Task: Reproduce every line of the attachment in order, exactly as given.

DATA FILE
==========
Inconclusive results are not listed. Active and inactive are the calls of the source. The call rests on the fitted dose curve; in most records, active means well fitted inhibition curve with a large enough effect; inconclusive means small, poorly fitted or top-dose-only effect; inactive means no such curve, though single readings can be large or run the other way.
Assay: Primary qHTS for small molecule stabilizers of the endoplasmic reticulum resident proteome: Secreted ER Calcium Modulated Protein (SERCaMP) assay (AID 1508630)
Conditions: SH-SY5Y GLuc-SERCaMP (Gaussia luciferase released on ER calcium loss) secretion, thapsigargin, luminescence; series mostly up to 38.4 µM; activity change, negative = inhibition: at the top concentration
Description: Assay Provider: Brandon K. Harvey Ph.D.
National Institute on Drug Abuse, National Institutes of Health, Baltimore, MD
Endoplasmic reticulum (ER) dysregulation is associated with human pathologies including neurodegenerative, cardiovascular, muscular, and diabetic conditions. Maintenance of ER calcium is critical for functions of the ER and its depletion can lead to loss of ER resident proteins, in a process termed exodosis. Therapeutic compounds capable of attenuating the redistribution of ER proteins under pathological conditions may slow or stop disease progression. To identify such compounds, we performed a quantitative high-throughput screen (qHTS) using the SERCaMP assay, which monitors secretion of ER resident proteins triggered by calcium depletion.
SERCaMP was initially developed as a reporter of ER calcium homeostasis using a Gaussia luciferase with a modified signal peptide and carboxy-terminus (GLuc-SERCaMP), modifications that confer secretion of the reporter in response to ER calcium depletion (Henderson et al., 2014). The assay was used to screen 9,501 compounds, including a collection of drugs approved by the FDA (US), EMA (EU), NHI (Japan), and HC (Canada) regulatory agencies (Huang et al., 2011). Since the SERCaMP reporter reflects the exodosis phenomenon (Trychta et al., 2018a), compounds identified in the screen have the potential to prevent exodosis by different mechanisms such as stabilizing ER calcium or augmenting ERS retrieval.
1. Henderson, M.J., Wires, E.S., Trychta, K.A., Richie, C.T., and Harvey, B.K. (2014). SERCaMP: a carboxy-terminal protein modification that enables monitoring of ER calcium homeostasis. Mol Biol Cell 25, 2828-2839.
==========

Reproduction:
Inconclusive results are not listed. Active and inactive are the calls of the source. The call rests on the fitted dose curve; in most records, active means well fitted inhibition curve with a large enough effect; inconclusive means small, poorly fitted or top-dose-only effect; inactive means no such curve, though single readings can be large or run the other way.
Assay: Primary qHTS for small molecule stabilizers of the endoplasmic reticulum resident proteome: Secreted ER Calcium Modulated Protein (SERCaMP) assay (AID 1508630)
Conditions: SH-SY5Y GLuc-SERCaMP (Gaussia luciferase released on ER calcium loss) secretion, thapsigargin, luminescence; series mostly up to 38.4 µM; activity change, negative = inhibition: at the top concentration
Description: Assay Provider: Brandon K. Harvey Ph.D.
National Institute on Drug Abuse, National Institutes of Health, Baltimore, MD
Endoplasmic reticulum (ER) dysregulation is associated with human pathologies including neurodegenerative, cardiovascular, muscular, and diabetic conditions. Maintenance of ER calcium is critical for functions of the ER and its depletion can lead to loss of ER resident proteins, in a process termed exodosis. Therapeutic compounds capable of attenuating the redistribution of ER proteins under pathological conditions may slow or stop disease progression. To identify such compounds, we performed a quantitative high-throughput screen (qHTS) using the SERCaMP assay, which monitors secretion of ER resident proteins triggered by calcium depletion.
SERCaMP was initially developed as a reporter of ER calcium homeostasis using a Gaussia luciferase with a modified signal peptide and carboxy-terminus (GLuc-SERCaMP), modifications that confer secretion of the reporter in response to ER calcium depletion (Henderson et al., 2014). The assay was used to screen 9,501 compounds, including a collection of drugs approved by the FDA (US), EMA (EU), NHI (Japan), and HC (Canada) regulatory agencies (Huang et al., 2011). Since the SERCaMP reporter reflects the exodosis phenomenon (Trychta et al., 2018a), compounds identified in the screen have the potential to prevent exodosis by different mechanisms such as stabilizing ER calcium or augmenting ERS retrieval.
1. Henderson, M.J., Wires, E.S., Trychta, K.A., Richie, C.T., and Harvey, B.K. (2014). SERCaMP: a carboxy-terminal protein modification that enables monitoring of ER calcium homeostasis. Mol Biol Cell 25, 2828-2839.